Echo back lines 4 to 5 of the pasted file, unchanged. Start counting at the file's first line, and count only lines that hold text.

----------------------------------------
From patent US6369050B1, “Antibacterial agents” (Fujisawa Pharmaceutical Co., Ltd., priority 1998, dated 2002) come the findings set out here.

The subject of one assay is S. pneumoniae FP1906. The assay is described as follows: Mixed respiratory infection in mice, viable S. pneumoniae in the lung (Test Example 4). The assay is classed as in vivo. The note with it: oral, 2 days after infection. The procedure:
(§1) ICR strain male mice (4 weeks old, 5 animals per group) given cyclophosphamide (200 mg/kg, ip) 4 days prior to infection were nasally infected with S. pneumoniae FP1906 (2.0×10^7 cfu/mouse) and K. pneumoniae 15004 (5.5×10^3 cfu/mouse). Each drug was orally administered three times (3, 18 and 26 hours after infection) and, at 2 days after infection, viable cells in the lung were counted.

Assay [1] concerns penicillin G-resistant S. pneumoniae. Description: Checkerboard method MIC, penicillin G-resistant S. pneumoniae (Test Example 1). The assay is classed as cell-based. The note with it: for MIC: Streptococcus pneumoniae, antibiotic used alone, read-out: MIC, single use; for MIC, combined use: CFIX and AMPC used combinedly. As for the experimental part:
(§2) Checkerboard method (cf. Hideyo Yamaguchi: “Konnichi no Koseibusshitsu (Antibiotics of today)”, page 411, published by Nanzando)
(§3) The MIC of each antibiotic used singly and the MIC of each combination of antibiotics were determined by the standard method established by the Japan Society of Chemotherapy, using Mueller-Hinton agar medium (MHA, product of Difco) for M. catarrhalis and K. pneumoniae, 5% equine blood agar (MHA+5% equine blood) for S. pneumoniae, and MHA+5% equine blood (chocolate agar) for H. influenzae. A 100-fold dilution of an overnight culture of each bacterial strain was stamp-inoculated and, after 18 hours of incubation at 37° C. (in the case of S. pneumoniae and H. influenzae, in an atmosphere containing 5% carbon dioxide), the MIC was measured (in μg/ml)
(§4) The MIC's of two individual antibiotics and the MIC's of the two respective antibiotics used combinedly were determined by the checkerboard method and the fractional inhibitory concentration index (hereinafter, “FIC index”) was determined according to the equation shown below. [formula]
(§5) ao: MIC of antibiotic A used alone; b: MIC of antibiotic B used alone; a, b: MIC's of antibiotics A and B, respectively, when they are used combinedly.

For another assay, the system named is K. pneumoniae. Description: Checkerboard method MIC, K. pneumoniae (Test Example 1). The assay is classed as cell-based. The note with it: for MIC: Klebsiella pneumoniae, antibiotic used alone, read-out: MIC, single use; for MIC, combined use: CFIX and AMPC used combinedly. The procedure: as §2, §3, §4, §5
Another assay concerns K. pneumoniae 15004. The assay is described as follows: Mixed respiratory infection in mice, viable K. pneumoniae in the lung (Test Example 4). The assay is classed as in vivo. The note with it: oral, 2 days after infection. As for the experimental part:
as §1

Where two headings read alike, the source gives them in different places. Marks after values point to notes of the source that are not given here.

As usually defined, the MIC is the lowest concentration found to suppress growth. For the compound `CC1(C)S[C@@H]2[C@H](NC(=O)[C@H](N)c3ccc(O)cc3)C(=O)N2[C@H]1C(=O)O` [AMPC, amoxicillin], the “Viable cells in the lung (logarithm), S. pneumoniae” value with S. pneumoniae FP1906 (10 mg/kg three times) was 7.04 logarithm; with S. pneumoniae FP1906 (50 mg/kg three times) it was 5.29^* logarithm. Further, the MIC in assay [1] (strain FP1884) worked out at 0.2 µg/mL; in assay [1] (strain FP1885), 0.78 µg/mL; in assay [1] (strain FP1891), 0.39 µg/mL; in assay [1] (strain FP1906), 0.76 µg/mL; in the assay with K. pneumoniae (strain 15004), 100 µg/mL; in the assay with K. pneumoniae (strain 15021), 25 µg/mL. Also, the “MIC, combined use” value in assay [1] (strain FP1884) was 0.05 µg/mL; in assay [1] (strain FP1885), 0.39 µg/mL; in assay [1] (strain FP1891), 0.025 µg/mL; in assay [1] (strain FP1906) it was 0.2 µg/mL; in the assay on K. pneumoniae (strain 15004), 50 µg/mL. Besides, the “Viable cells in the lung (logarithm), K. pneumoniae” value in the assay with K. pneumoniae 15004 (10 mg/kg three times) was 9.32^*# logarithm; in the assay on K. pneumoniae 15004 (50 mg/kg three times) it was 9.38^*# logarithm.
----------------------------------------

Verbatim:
Assay [1] concerns penicillin G-resistant S. pneumoniae. Description: Checkerboard method MIC, penicillin G-resistant S. pneumoniae (Test Example 1). The assay is classed as cell-based. The note with it: for MIC: Streptococcus pneumoniae, antibiotic used alone, read-out: MIC, single use; for MIC, combined use: CFIX and AMPC used combinedly. As for the experimental part:
(§2) Checkerboard method (cf. Hideyo Yamaguchi: “Konnichi no Koseibusshitsu (Antibiotics of today)”, page 411, published by Nanzando)